The Minority Ministries Council (MMC) has convened once again from March 29 to April 1, many years after the dissolution of the Council in 1973. The reunion took the form of a conference: “Black, Brown, and Mennonite: Lessons from the Chicano, Puerto Rican, and Black Freedom Movements for the Mennonite Church.”
When former members of the council arrived, they took part in oral history interviews, which organizers of the conference and Goshen College history students recorded to be transcribed held in the Mennonite Church USA Archives for future access.
The students responsible for the interviewing were a collection of five history students under Phillip Gollner, assistant professor of history at Goshen College and Mennonite Quarterly Review book editor. The students participated in prep sessions in oral history interviewing, listening and developing them into a finished product that can be archived and used by future academics. These one such workshop was led by Tobin Miller Shearer, a speaker present at the conference.
“We were thrilled to collect and record these stories, pass on some legacy of the MMC and make sure future researchers have access to the wide and interethnic stories of these trailblazers during that part of Mennonite life in North America,” said Gollner. “In particular, we’re excited to see our students and other researchers connecting the dots between these stories, and what Goshen College is becoming.”
Each interview took a total of two hours, along with a group session with the former MMC members all together.
Malcolm Stovall, a fourth-year history major, said he learned much from the interviews, both as a student and as someone entering the workforce.
“I had the blessing of interviewing Lee Roy Berry, a well-respected lawyer in Goshen, and three women; Gracie Torres, Esther Hinojosa and Helen Brown, who were not officially apart of the MMC leadership, as the leadership was all male, but sacrificed a lot for their husbands to even be able to do their transformative work.”
The MMC was a coalition of African American, Latino and Native American members of the Mennonite faith who came together in 1969 to address issues of race that were prominent in the United States and permeated the Mennonite Church. John Powell, one of the forerunners of the council was at that time the leader of the Urban Racial Coalition, which was primarily African-American group.
Powell, along with John Ventura and Lupe de León, leaders in the Latino community, decided that rather than separately combating this issue of minority representation throughout the Church, combining their efforts would lead to more effective action.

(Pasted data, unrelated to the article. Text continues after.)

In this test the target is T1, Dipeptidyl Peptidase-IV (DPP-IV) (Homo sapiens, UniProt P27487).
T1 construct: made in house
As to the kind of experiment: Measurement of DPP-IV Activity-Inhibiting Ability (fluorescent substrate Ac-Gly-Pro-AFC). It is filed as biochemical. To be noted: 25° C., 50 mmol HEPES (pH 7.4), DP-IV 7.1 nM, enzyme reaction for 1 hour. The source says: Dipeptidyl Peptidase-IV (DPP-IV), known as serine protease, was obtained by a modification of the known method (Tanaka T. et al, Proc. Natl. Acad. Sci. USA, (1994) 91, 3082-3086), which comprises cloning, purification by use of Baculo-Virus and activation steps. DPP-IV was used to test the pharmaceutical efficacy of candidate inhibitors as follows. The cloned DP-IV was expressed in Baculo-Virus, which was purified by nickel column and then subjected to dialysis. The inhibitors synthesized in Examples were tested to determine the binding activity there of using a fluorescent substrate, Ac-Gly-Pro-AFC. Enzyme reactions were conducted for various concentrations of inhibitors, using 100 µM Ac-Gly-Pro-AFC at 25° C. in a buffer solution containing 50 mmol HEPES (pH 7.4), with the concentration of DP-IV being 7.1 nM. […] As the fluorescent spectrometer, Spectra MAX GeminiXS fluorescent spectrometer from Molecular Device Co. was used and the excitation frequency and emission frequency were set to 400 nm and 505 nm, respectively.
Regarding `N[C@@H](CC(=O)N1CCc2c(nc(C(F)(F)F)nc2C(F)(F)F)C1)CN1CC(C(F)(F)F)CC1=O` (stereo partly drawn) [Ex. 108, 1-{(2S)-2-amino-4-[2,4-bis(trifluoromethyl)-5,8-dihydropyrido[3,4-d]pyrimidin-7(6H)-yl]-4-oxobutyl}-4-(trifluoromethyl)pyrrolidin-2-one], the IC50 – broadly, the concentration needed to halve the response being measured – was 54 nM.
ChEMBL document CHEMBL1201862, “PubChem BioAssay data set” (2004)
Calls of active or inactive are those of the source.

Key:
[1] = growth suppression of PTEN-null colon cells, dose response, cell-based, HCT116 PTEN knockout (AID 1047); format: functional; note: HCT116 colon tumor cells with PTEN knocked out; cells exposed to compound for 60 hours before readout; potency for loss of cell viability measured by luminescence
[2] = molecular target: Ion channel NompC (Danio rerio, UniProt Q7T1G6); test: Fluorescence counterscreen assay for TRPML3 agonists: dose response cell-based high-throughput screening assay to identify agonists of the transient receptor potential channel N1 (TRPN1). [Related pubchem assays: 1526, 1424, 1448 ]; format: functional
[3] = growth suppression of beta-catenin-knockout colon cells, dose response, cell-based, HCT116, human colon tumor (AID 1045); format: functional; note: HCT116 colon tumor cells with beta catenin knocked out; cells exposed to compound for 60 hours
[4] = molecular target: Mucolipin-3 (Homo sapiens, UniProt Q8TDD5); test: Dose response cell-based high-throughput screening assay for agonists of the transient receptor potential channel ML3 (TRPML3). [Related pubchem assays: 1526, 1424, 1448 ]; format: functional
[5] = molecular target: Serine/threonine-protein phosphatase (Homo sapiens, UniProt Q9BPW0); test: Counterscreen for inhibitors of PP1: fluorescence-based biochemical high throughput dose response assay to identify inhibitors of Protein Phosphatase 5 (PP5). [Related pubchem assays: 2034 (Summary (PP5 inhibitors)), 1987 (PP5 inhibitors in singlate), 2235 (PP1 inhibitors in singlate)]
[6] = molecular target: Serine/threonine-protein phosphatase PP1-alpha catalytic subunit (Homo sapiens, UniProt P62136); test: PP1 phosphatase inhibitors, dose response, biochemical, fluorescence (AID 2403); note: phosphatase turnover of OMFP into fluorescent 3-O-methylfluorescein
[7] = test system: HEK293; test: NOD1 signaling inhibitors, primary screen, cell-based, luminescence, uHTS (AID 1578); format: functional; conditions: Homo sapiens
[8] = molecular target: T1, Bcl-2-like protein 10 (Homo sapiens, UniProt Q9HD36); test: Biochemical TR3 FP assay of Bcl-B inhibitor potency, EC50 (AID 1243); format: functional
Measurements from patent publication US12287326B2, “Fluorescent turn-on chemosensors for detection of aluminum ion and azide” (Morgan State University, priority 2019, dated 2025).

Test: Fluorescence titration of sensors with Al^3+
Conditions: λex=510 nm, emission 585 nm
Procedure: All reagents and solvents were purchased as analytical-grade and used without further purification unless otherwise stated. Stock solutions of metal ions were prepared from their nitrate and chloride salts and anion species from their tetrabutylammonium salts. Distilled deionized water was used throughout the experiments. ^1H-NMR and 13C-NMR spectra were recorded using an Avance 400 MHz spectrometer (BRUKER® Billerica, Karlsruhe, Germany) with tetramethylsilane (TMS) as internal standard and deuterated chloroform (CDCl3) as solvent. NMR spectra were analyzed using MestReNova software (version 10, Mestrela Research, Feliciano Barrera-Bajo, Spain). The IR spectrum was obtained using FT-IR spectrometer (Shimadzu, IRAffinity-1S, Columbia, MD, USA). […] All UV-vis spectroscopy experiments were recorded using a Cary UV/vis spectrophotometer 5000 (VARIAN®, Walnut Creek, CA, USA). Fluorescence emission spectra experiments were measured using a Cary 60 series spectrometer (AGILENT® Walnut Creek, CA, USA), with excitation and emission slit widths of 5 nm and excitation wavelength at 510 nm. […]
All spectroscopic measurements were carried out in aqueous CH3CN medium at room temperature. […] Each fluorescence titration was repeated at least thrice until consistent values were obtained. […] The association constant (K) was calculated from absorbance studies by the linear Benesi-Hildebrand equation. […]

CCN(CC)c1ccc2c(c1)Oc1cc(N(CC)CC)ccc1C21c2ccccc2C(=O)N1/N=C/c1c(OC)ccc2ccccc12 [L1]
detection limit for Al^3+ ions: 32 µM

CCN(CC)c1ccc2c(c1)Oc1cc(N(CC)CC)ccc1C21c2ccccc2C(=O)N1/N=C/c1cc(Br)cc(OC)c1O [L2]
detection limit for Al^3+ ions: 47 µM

After four years of work, the Council was eventually disbanded in 1973. Over the weekend, the members were part of panel discussion in which they spoke on the work of the council and the somewhat controversial disbanding of it.
The members expressed belief that the church failed to support the initiatives put forth by MCC, and many within the denomination felt uncomfortable with the radical changes that were pushed by the council, like leadership positions for people of color. Competing ideas from within the council hindered progress as well.
“These stories are an invitation to dig into the roots of Mennonite diversity and take up history not as a burden but as something that is inspiring us forward, messes and all,” said Gollner.
“The legacy of the MMC is important,” said Stovall, “because it shows us the limits of the engagement of Mennonite missions and white leadership when it came to dealing with issues of race and power, particularly issues brought up in minority communities within the mission context.”
A panel of students took the stage over the weekend as well, many of them the same students who conducted the interviews. The students who spoke identified themselves as activists on campus, leading different clubs and protests, such as Black Lives Matter marches.
“It’s this issue around power that we’re still struggling with,” said Powell. “The question is, how do we get the system to listen rather than sitting around a table like this and nodding and agreeing?”
On the panel were students that were representatives of on campus clubs, such as Black Student Union, Latino Student Union, Prevention Intervention Network and International Student Club. Students discussed issues such as lack of intersectionality between clubs, specifically in how they compete for the same funding, the hegemony of white Mennonites on campus and addressing questions concerning sex, especially in the context of Mennonite culture.
“The stories of our elders are so important for understanding our current problems,” said Laura Miller, a fourth-year history major. “Our problems may not all be exactly the same, but we all want the same thing–a voice in the system, decision-making power, and justice/equality.”
The former council members also greatly appreciated the interviewing process.
“It felt really good passing on the stories,” Powell said about the interviews. “The students were inspired and engaged. We were passing the mantle I guess, just in a different place. It’s a mentoring situation.”
“Activism and spirituality are not mutually exclusive,” said Gollner. “Our generation, and the students’ generation was invited to take over the baton from MMC leaders and draw from the deep spiritual resources of a faith community to transform the present even when – and especially when – that faith community is flawed and has failed you.”